Crimson Quill’s Appraisal #318
Number of Views: One
Release Date: 11 May 2012 (United Kingdom)
Sub-Genre: Zombie Thriller
Country of Origin: United Kingdom
Running Time: 101 minutes
Director: Steve Barker
Producers: Arabella Croft, Kieran Parker, Nigel Thomas
Screenplay: Steve Barker, Rae Brunton
Special Effects: Mike Kelt
Visual Effects: Piers Hampton
Cinematography: Darran Tiernan
Score: Theo Green
Editing: Bill Gill, Chris Gill
Studio: Black Camel Pictures
Stars: Catherine Steadman, Richard Coyle, Clive Russell, Julian Wadham, Michael Byrne, Nick Nevern, David Gant, Daniel Caltagirone, Paul Birchard, Harriet Collings, Vivien Taylor, Gary McDonald, Gareth Morrison, Philip Rosch, John Kazek
Suggested Audio Candy
Theo Green “Battle For The Bunker”
When is a zombie not a nondescript shuffling deadbeat with little in its armory other than grabbing fingers and gnashing gums? When it’s a Nazi stormtrooper with super-human strength and all the meanness of spirit of the villainous masterminds that supplied its voltage. If you ask Keeper, I say leave the regular zombies to Romero, and explore this embittered breed some more. Steve Barker and Rae Brunton evidently agreed when Outpost stepped out of the trenches in 2007.
It was a testosterone-fueled, bleak and faintly claustrophobic affair which pitted a group of ill-fated modern-day mercenaries against undead war dogs and did so with quiet confidence and tension to spare. The horrors of war don’t translate into our beloved genre with any real frequency, Michael Mann’s superior The Keep and Michael J. Bassett’s Deathwatch withstanding. Outpost was workmanlike in the extreme and far better than most of the direct to DVD silage marching the turf at the time. It also left things open for a sequel.
Mercifully, Barker and Brunton identified the potential in broadening the scope of their fiction and remained united when plumping on a follow-up which takes the series in an altogether different direction. Whilst not as insular as the original and lacking a little of its foreboding, it makes up for any shortcomings with excellent production values, an ambitious script which holds up well to scrutiny, and assured performances from its lead players. The tone shifts considerably into the realms of pulpy boy’s own fare with more than a passing resemblance to Raiders of the Lost Ark bizarrely enough, and the ominous bunker from its predecessor only makes an appearance in the film’s final third.
Second time round our ill-fated troop are led by a female. Bearing more than a passing resemblance to Maggie Gyllenhall, Catherine Steadman’s Lena is a plucky lass whose life’s work is to track down any remaining SS officers responsible in part for her forefathers’ harsh treatment in concentration camps and make them pay princely remuneration for their indiscretions. After a rock-solid opening scene in which she locates one such infidel in the nick of time before a coronary strikes, her path crosses with a physicist she encounters in a local tavern named Wallace (Richard Coyle) and the pair decided to pool their efforts and collective contempt for the Reich responsible for making the worst kind of history. Bully for them, they walk straight into the middle of a covert Special Forces operation and, after the customary bickering and stand-offs, set off further behind enemy lines to dismantle the ungodly machine which grants the undead troops their invulnerability.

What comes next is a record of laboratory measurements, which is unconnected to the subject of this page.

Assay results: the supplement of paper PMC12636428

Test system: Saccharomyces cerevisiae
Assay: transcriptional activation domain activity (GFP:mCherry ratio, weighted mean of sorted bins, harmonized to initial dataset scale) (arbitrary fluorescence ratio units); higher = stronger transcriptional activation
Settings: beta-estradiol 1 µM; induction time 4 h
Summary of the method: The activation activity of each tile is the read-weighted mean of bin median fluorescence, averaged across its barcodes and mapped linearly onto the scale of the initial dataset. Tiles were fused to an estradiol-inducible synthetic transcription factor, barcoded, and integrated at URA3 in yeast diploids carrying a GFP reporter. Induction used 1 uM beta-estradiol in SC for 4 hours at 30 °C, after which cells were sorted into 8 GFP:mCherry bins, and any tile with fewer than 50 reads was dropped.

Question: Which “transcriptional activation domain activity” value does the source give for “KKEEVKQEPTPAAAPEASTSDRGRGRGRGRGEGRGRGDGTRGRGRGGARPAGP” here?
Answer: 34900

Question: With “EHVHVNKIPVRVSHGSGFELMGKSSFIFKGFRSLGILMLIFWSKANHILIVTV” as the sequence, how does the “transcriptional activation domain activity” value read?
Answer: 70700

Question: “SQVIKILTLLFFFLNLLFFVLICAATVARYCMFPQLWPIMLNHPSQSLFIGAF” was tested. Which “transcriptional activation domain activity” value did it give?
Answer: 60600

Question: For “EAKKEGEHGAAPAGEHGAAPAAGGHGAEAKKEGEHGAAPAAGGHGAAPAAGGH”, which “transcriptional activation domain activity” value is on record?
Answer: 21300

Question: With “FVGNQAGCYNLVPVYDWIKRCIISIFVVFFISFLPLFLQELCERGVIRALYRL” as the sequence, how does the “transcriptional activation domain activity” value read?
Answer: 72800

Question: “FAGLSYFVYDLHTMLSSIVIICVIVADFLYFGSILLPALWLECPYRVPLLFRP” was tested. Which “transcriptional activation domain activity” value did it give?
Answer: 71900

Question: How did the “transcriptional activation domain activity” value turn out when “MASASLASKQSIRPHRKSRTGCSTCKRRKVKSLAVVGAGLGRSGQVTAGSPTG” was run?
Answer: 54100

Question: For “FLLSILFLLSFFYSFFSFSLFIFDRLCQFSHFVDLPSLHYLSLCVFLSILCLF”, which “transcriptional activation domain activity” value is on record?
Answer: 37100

If you think Dog Soldiers with regards to the diminutive army they assemble, then you won’t be too far off target. Typical cookie-cutter characters on first appearance, they actually have more of a bearing on the success of the mission than it seems when the first of them feels death’s icy grip. There are numerous spanners thrown in the works and loyalties become compromised, but ultimately it boils down to the usual blast then barricade antics as they unleash a whole new world of pain once inside the bunker.
Like before, the stormtroopers aren’t allowed to linger on-screen for too long and, instead, flood from the shadows to retrieve their quarry before hauling them back there for playtime, the way any good Nazi zombie should. Meanwhile, Lena’s expurgated estrogen isn’t alone as a foul cackling wench that resembles a necromantic fishwife also has a say in the group’s fate. Then there’s the leader of the pack, the SS officer and puppet master only turns up for matters of urgency but, each time he does, something grisly isn’t far behind.
Despite the fact that Black Sun marks a distinct departure from its predecessor, it is still undeniably an Outpost film. Moreover, the efforts of Barker and Brunton must be applauded, as, for the most part, it shares the grandeur of its big-budget counterparts and wouldn’t look out-of-place on the silver screen. Alas, for all their endeavor and elbow grease, it still falls short of the original in my estimations. It’s personal preference, I just like my Nazi Zombies baying for blood in enclosed spaces with bayonet blades at the ready and there’s too much emphasis on what’s transpiring above ground to fully deliver on that front. Yet the fact that my disappointment is so slight proves just how forgivable it is that it breaks formation.
Crimson Quill’s Judgement: 7/10
Grue Factor: 2/5
For the Grue-Guzzlers: Contrary to expectation, the original wasn’t particularly bloodthirsty per se and more was made of the audio when the Nazi zombies granted their own extraction. It’s much the same here and, where a little more grue wouldn’t have appalled me in the slightest, the true horror is in the audio as countless blades hit bone in unison. There’s not a great deal of gore on exhibit but it still feels anything but neutered.
Richard Charles Stevens
Keeper of The Crimson Quill
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